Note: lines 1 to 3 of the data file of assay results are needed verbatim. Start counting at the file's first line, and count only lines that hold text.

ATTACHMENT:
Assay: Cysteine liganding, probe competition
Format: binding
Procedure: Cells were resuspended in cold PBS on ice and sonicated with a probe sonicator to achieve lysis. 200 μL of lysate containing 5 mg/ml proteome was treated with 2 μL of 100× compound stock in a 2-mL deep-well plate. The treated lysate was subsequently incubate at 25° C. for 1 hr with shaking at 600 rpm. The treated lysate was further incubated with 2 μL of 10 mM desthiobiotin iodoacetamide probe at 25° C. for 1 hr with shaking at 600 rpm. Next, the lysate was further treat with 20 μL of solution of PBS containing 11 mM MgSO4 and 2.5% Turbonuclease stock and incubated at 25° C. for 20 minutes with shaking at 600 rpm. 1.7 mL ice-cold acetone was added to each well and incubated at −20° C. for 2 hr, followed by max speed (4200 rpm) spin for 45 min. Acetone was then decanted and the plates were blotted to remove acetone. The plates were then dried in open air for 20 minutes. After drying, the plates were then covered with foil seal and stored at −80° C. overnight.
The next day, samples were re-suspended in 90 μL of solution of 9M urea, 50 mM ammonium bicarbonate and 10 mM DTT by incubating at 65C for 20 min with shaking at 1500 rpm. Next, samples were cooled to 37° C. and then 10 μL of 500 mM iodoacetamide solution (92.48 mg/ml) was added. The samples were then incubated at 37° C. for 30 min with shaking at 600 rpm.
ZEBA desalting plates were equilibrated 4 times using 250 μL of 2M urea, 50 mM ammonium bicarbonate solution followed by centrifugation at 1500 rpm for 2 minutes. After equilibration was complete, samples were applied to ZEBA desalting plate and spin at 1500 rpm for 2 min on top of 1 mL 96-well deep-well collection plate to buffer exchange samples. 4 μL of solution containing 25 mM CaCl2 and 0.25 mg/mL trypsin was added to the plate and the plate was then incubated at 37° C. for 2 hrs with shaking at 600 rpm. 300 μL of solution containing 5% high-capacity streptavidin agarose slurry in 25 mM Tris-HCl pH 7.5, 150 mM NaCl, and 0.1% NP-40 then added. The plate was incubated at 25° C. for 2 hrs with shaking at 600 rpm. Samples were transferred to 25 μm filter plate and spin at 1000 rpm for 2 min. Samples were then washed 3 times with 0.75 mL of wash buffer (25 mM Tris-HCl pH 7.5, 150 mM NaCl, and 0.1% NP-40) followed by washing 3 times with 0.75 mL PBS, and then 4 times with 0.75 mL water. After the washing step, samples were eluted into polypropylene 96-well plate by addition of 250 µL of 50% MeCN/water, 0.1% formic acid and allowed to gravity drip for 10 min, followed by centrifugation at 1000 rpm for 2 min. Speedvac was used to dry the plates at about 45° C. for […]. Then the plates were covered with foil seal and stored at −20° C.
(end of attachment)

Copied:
Assay: Cysteine liganding, probe competition
Format: binding
Procedure: Cells were resuspended in cold PBS on ice and sonicated with a probe sonicator to achieve lysis. 200 μL of lysate containing 5 mg/ml proteome was treated with 2 μL of 100× compound stock in a 2-mL deep-well plate. The treated lysate was subsequently incubate at 25° C. for 1 hr with shaking at 600 rpm. The treated lysate was further incubated with 2 μL of 10 mM desthiobiotin iodoacetamide probe at 25° C. for 1 hr with shaking at 600 rpm. Next, the lysate was further treat with 20 μL of solution of PBS containing 11 mM MgSO4 and 2.5% Turbonuclease stock and incubated at 25° C. for 20 minutes with shaking at 600 rpm. 1.7 mL ice-cold acetone was added to each well and incubated at −20° C. for 2 hr, followed by max speed (4200 rpm) spin for 45 min. Acetone was then decanted and the plates were blotted to remove acetone. The plates were then dried in open air for 20 minutes. After drying, the plates were then covered with foil seal and stored at −80° C. overnight.